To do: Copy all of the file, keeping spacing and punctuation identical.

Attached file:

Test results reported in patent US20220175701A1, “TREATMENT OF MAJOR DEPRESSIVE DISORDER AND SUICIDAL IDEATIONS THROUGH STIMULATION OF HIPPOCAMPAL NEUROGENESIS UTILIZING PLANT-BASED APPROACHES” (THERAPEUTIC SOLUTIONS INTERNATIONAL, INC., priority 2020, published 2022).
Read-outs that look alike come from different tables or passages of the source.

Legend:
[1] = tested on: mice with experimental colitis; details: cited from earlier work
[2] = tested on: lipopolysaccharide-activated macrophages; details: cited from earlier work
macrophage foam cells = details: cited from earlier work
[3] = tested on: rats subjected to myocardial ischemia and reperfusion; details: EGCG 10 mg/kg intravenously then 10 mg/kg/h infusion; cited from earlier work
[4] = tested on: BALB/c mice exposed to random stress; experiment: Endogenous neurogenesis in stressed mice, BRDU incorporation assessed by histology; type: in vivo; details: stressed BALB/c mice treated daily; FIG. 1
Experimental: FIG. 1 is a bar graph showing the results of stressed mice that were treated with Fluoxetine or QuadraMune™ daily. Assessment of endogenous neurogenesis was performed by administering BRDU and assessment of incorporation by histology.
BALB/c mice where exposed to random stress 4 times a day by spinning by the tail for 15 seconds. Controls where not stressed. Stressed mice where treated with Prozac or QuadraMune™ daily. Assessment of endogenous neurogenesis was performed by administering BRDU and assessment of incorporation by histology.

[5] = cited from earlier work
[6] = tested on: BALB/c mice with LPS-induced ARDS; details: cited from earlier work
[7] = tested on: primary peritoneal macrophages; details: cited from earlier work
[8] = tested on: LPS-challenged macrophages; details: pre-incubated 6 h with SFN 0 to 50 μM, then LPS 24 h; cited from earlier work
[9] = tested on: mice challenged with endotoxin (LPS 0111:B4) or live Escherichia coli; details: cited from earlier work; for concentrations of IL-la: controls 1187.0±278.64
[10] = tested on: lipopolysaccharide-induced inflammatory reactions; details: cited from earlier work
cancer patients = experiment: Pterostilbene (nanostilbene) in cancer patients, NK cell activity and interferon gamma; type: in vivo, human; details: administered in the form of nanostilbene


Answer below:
Test results reported in patent US20220175701A1, “TREATMENT OF MAJOR DEPRESSIVE DISORDER AND SUICIDAL IDEATIONS THROUGH STIMULATION OF HIPPOCAMPAL NEUROGENESIS UTILIZING PLANT-BASED APPROACHES” (THERAPEUTIC SOLUTIONS INTERNATIONAL, INC., priority 2020, published 2022).
Read-outs that look alike come from different tables or passages of the source.

Legend:
[1] = tested on: mice with experimental colitis; details: cited from earlier work
[2] = tested on: lipopolysaccharide-activated macrophages; details: cited from earlier work
macrophage foam cells = details: cited from earlier work
[3] = tested on: rats subjected to myocardial ischemia and reperfusion; details: EGCG 10 mg/kg intravenously then 10 mg/kg/h infusion; cited from earlier work
[4] = tested on: BALB/c mice exposed to random stress; experiment: Endogenous neurogenesis in stressed mice, BRDU incorporation assessed by histology; type: in vivo; details: stressed BALB/c mice treated daily; FIG. 1
Experimental: FIG. 1 is a bar graph showing the results of stressed mice that were treated with Fluoxetine or QuadraMune™ daily. Assessment of endogenous neurogenesis was performed by administering BRDU and assessment of incorporation by histology.
BALB/c mice where exposed to random stress 4 times a day by spinning by the tail for 15 seconds. Controls where not stressed. Stressed mice where treated with Prozac or QuadraMune™ daily. Assessment of endogenous neurogenesis was performed by administering BRDU and assessment of incorporation by histology.

[5] = cited from earlier work
[6] = tested on: BALB/c mice with LPS-induced ARDS; details: cited from earlier work
[7] = tested on: primary peritoneal macrophages; details: cited from earlier work
[8] = tested on: LPS-challenged macrophages; details: pre-incubated 6 h with SFN 0 to 50 μM, then LPS 24 h; cited from earlier work
[9] = tested on: mice challenged with endotoxin (LPS 0111:B4) or live Escherichia coli; details: cited from earlier work; for concentrations of IL-la: controls 1187.0±278.64
[10] = tested on: lipopolysaccharide-induced inflammatory reactions; details: cited from earlier work
cancer patients = experiment: Pterostilbene (nanostilbene) in cancer patients, NK cell activity and interferon gamma; type: in vivo, human; details: administered in the form of nanostilbene